Mr Cameron has said his wife gives him valuable advice
The wife of Tory leader David Cameron has spoken of his cooking and parenting skills in her first TV interview about their relationship and home life.
In an interview with ITV1's Trevor McDonald, Samantha Cameron said he was "very strong" and a "fantastic dad".
Mrs Cameron also admitted her husband had some irritating habits and said the prospect of their life changing if he became prime minister was "daunting".
She is expected to feature on the campaign trail ahead of the election.
Mr Cameron was the older brother of Mrs Cameron's close friend and they met on a family holiday in 1992. At the time Mr Cameron was an adviser to then Chancellor Norman Lamont.
Mrs Cameron told the programme, entitled : "I was 21 and an art student in Bristol and he was 25 and worked for the government and it was a sort of holiday romance."
Mrs Cameron, who was interviewed as part of a programme about her husband entitled Trevor McDonald meets David Cameron, said although she had been only 23 when they got engaged "I felt fairly confident that, you know, Dave was the one for me."
The couple's six-year-old son Ivan, who had cerebral palsy and epilepsy, died last year. They have two other children.
Mrs Cameron said: "We've been together 18 years now and we've been through some, you know, fairly tough times and I can honestly say that I don't think in all that time he's ever let me down. And he's always been incredibly strong, and kind, and supportive."
Mrs Cameron also told the programme Mr Cameron was a "fantastic dad" who found his children's take on life "very relaxing".
But she said while he was a good cook, he tended to make a "terrible mess" and was not good at clearing up after himself.
She added it can be "quite annoying" when he fiddles with his phone and Blackberry.
Mrs Cameron said her husband was a "terrible channel flicker" and had a fondness for repeat viewings of films.
She said "like most men... he likes watching Westerns and all three of the Godfather films, sort of again and again and again".
On the prospect of him winning power at the general election - expected to be held on 6 May - she said: "If he did become prime minister I would be incredibly proud of him.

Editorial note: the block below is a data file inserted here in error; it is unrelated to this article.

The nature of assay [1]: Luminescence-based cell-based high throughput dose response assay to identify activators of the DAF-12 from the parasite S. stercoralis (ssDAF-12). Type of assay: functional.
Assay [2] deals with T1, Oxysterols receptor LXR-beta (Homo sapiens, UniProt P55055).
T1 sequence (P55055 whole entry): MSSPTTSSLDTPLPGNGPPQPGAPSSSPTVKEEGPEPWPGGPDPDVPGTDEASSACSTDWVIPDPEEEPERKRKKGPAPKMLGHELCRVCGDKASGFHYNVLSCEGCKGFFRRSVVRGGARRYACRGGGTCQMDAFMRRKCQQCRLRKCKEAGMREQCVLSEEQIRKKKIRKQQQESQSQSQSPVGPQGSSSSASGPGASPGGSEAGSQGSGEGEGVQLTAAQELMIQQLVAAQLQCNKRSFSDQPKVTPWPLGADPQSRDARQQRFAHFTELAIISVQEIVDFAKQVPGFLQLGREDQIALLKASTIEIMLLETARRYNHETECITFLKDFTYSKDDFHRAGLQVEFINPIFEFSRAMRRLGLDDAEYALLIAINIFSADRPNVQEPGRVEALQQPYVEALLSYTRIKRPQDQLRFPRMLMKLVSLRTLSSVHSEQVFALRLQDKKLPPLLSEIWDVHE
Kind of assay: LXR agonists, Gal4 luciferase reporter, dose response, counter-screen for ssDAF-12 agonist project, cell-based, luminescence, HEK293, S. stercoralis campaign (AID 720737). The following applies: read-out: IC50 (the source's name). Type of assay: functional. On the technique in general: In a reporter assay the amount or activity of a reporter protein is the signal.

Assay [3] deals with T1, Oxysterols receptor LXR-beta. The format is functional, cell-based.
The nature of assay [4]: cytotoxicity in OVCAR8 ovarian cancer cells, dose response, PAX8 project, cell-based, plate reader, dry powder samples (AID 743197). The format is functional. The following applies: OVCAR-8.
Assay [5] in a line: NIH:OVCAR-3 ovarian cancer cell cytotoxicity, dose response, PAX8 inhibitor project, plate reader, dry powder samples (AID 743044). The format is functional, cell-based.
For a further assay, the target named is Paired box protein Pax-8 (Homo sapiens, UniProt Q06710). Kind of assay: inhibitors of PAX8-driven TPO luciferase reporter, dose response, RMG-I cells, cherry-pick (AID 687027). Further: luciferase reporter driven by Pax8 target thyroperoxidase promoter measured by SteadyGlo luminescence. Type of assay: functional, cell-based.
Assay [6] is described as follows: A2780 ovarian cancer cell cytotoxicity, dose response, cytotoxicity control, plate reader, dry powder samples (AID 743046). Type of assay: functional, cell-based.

"And, and our life would change, you know and that is daunting and I'm sure we would have to make sacrifices. But for me personally it would be a huge honour to do everything that I possibly could to support him and make sure that he could do the job to the very best of his abilities."
Mr Cameron was also asked by the programme if his wife was a secret weapon that would be deployed during the election campaign.
He said: "Well, she's one of those secret weapons that will be, have a pretty clear view of how she wants to be deployed."
Mrs Cameron is creative director of stationers Smythson and has kept a fairly low public profile since her husband became leader of the Conservative Party in 2005.
But Mr Cameron said earlier this week she had told him she was ready to help him on the general election campaign trail.
Prime Minister Gordon Brown's wife Sarah has adopted an increasingly high profile since he became PM, appearing on stage at the Labour Party conference two years running to introduce his big speech and attracting thousands of followers on social networking site Twitter.
Liberal Democrat leader Nick Clegg said his wife Miriam, mother of his three sons, would join him one day a week on the election campaign trail and that she may be willing to speak to the media herself.
He said: "She'll be keen to support me so you'll see a bit more of her."
He said that, while he and his wife were proud to talk about their children, they were also keen to keep them out of the political limelight as much as possible.
"But of course I accept that people want to know a bit more about the people who are putting themselves forward as prime ministers of this country, and their families too," he added.
Trevor McDonald meets David Cameron is on ITV1, Sunday 14 March at 2215 GMT.